# Digital Marketing Optimization

|  March 4, 2008   |  Comments

How customer acquisition, conversion, and retention fit into digital marketing plans.

My last column examined the concept of "data-driven marketing" and four key components for its success: philosophy, processes, data, and technology.

At its heart, data-driven marketing underpins the drive towards optimization. But optimization's one of those words that's used a lot but often means different things to different people. It's a bit like segmentation, engagement, and so on. So here and in upcoming columns, I'll offer my take on optimization, what is means, and how it can be achieved.

I first came across "optimization" as part of my college degree course. It was presented as a mathematical problem; how do I maximize a desired outcome given a set of certain constraints? This is the way I've tended to think about optimization ever since, particularly when it comes to marketing optimization. My desired outcome will be things like orders, revenue or profit and my constraints will be things like money, time, and resources. The challenge is to maximize the return on investment in marketing.

The problem with this purely mathematical approach to optimization is that often the problem is too large or complex to solve easily. You must understand and define the relationship between all the variables (such as sales and advertising) and then use the mathematics to determine the optimal allocation across the various inputs. Often, there are too many variables and the relationships are too complex to be solved easily. The approach then is to chunk the problem down and iterate towards a solution. This is where data-driven marketing's components come into play.

In the digital world, the ultimate goal of many marketers is to maximize customer lifetime value and to allocate resources available in such a way to achieve that. Things like customer lifetime value can be difficult to define and to measure and marketers may not have the ability to efficiently manage all the resources appropriately. The intent may be there but the ability to execute may not. As a result, we break the overall process into smaller processes and we need to begin to think about how we can optimize individual separate processes rather than the complete value chain in one go.

• Acquisition

• Conversion

• Retention

Sometimes these processes can be too separated with little joined up thinking between the three. Having said that, for the purposes of optimization and given the constraints of data and technology, it probably makes sense still to use them separately as the basis for our optimization strategy. Keep in mind, we're ultimately trying to maximize the allocation of resources and investment across the whole customer lifecycle.

So what problems are we trying to solve? In acquisition, we are trying to optimize our campaigns to increase the propensity of people to visit a Web site and engage. This is an area where there's been a lot of focus over the years and where technology has made a significant impact in either allowing marketers to iterate through the cycles more quickly or where the technology effectively automated the optimization process. However, the goalposts are moving and the problem set is changing. Increasingly, marketers need to be looking to optimize in a different way.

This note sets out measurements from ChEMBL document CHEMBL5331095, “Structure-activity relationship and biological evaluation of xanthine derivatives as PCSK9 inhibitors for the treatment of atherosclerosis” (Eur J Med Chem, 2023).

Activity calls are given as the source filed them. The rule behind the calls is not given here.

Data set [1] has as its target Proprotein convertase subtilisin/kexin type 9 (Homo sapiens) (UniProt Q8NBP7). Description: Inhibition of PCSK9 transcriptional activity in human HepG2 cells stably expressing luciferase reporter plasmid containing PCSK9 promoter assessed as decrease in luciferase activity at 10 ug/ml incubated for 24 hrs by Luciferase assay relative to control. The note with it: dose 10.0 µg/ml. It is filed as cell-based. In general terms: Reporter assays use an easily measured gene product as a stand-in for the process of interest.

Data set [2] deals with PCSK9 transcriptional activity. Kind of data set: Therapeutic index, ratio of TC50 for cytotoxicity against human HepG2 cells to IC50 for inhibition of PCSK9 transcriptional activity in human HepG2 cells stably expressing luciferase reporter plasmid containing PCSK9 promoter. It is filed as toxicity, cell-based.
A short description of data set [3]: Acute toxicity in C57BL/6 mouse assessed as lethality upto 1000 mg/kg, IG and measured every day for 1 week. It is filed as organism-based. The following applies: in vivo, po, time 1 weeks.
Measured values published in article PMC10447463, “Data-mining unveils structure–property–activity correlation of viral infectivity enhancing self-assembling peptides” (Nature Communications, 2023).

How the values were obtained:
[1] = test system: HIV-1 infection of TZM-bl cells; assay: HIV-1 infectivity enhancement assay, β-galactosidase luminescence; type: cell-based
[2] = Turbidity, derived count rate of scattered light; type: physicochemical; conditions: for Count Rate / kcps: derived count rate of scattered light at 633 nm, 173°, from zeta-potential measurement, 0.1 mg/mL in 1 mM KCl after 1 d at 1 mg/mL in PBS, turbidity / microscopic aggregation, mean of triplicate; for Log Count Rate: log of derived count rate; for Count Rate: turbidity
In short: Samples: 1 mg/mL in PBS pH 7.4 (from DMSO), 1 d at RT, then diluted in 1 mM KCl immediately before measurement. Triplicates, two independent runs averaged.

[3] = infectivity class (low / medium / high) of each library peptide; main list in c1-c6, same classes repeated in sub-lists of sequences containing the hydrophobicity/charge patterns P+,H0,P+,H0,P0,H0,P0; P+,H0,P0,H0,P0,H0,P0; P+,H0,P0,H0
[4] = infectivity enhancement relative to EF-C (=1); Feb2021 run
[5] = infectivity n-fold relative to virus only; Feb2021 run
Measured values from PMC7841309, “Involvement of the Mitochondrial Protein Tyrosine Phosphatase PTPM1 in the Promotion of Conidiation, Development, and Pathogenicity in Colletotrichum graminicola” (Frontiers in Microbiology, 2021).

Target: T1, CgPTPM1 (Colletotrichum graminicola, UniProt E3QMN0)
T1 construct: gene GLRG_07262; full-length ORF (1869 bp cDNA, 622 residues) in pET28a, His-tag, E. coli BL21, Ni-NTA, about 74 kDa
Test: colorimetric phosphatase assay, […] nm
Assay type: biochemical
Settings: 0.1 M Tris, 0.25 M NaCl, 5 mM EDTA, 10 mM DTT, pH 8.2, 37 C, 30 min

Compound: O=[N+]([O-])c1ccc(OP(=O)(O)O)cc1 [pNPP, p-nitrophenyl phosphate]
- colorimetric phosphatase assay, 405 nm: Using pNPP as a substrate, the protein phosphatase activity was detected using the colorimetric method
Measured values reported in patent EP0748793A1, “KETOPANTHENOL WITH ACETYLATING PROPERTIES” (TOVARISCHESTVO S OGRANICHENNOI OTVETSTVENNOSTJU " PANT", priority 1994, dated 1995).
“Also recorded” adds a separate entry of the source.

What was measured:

For conversion, what we're trying to do is to increase the likelihood of some desired outcomes, whether that's an order, a registration and download or telephone call. Here there has been a lot more attention given over the past couple of years and where analytical technology has evolved to help marketers understand how to improve site architecture and design. There's more work to be done in this area though and the technologies and the processes to manage them need to be more widely adopted.

With retention marketing what we are looking to do is to increase customer value. Here we are talking about maximizing on investments that have already been made in acquisition and conversion so we don't have to make those investments again. With a few notable exceptions I don't think that many organizations are focused on this area at the moment.

In upcoming columns, I'll look at optimization in more detail, examining acquisition, conversion, and retention and the philosophy, processes required, and data and techniques available to maximize the effectiveness these individual processes. Till then...

Neil Mason is SVP, Customer Engagement at iJento. He is responsible for providing iJento clients with the most valuable customer insights and business benefits from iJento's digital and multichannel customer intelligence solutions.

Neil has been at the forefront of marketing analytics for over 25 years. Prior to joining iJento, Neil was Consultancy Director at Foviance, the UK's leading user experience and analytics consultancy, heading up the user experience design, research, and digital analytics practices. For the last 12 years Neil has worked predominantly in digital channels both as a marketer and as a consultant, combining a strong blend of commercial and technical understanding in the application of consumer insight to help major brands improve digital marketing performance. During this time he also served as a Director of the Web Analytics Association (DAA) for two years and currently serves as a Director Emeritus of the DAA. Neil is also a frequent speaker at conferences and events.

Neil's expertise ranges from advanced analytical techniques such as segmentation, predictive analytics, and modelling through to quantitative and qualitative customer research. Neil has a BA in Engineering from Cambridge University and an MBA and a postgraduate diploma in business and economic forecasting.

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